There are 3 distinct phases of retirement to plan for

Do you behave the same way you did 20 years ago? Are your spending habits the same? What about your saving behavior and income?

If the absurdity of those questions made you laugh, you’re like a lot of Americans whose financial habits have evolved over time. The same goes for your retirement years. Although you have probably calculated the value of your nest egg in terms of annual retirement income, what you will be spending immediately after leaving the working world will likely be very different as you move further into retirement.

The average retiree can expect three phases of retirement: early retirement – a period of travel, hobbies and adventure; middle retirement – a stage marked by socializing, activity and relaxation; and later retirement – a time of winding down, when most of your days are spent at home.

It’s logical to assume the costs of retirement will vary among phases. Spending habits at age 50 are definitely not the same as they were at 25. Likewise, your spending at age 85 will look different than age 65. Therefore, a retirement plan that includes specific “buckets” of money for each phase allows for more flexibility and helps ensure you won’t outlive your nest egg.

Let’s dig a little deeper into those stages and look at how costs can fluctuate:


Phase 1: Early retirement.

Your mind and body are sharp and you’re beyond excited to embark on new adventures. As a result, you may find this to be the most expensive phase of retirement. However, you’ll have to balance these increased costs to ensure you don’t blow through your savings in the first 10 years. Careful advance planning means you’re more likely to enjoy everything you want in your early retirement years while also safeguarding your future retirement income.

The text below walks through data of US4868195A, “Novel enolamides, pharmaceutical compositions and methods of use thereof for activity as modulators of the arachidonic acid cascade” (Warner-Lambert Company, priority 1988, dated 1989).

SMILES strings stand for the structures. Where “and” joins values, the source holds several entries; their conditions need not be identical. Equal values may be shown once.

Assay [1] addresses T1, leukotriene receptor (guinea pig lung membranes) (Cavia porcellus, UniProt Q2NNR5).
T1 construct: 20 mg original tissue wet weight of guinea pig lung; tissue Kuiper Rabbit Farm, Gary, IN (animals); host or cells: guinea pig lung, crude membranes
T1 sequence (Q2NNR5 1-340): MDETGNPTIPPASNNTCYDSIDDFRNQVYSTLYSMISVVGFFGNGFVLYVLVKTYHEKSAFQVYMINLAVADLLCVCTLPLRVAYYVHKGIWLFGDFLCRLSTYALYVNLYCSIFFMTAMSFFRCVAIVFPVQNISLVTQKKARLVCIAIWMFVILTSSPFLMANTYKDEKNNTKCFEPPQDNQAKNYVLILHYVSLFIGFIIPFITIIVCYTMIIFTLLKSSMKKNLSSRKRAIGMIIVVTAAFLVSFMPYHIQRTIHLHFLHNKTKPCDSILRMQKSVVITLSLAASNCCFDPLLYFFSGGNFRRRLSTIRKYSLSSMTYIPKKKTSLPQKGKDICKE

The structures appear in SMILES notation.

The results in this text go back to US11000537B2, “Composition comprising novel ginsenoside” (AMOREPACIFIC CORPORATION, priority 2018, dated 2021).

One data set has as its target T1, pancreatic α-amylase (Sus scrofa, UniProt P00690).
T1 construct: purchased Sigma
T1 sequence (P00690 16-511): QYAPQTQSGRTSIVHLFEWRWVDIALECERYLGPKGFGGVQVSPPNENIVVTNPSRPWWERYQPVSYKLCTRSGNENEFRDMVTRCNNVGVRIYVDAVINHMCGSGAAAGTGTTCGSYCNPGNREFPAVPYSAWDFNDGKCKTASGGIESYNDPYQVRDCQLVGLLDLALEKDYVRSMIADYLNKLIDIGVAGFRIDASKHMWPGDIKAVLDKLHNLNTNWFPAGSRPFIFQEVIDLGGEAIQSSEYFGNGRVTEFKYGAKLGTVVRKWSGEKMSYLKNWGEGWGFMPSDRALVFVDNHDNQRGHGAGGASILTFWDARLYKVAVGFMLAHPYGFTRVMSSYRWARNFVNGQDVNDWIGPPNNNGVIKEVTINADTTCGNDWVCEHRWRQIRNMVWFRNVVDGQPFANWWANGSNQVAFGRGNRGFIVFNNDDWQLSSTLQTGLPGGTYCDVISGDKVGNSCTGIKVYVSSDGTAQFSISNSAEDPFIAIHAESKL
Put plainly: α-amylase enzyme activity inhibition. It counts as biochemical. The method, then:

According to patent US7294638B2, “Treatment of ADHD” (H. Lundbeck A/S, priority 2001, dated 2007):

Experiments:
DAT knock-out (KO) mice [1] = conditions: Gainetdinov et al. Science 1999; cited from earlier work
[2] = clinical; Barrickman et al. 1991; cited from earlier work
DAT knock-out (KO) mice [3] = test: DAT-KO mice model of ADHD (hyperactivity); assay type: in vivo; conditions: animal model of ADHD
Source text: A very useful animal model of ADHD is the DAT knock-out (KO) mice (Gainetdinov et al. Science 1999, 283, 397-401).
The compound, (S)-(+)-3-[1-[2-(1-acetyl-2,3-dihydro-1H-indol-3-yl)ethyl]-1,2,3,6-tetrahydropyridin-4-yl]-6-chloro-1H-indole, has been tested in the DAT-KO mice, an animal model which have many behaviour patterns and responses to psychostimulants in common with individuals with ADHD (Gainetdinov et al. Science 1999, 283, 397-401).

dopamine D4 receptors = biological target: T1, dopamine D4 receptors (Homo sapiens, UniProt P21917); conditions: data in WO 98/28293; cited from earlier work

In this phase, be sure to adjust your budget for increased spending in these areas:

• travel
• hobbies (gardening, a new art class or membership at that golf course you have your eye on)
• grandchildren’s education costs
• assisting adult children in need

These higher expenses can be balanced against potentially lower costs in other categories, such as:

• reduced driving (car, gas and other transit expenses)
• less need for a professional wardrobe
• no more automatic contributions to your retirement accounts (which could be up to 15 percent of your income if you were on target with your savings rate)


Read more…

Credits: U.S. News & World Report

About the Author

How can you know what you should do if you don’t know what you can do? Author, radio personality, educator and financial planning pioneer Stephen Kelley shares his secrets to More Now, More Later™ retirement income planning. Most planners regard income planning as a “zero‐sum game,” a “Rob Peter to pay Paul” exercise. In these self‐serving, Wall Street‐dictated scenarios, people must limit the amount of income they receive to ensure they don’t run out of money in retirement. But there is an alternative to this “less now, more later,” or “more now, less later” mentality. Using state‐of‐the‐art income planning techniques, and his own trademarked “Last Things First™” planning process, Stephen Kelley blows the lid off the traditional Wall Street‐serving methods and brings retirement planning home to the individual retiree. In his books you will learn how to: - Unleash as much as 3 times the lifetime income using half the money with Kelley’s trademarked planning process, Last Things First™ - Ensure your Social Security benefits enhance, rather than impede, your plan. - Reduce, or even remove, taxes and fees from your retirement plan. - Maximize market returns while minimizing market risk. - Regain control of your pension so you not only get all the income you can, but so you can also leave it to your heirs. - Take control of the planning process so you can spend freely without worry. - Much, much more.

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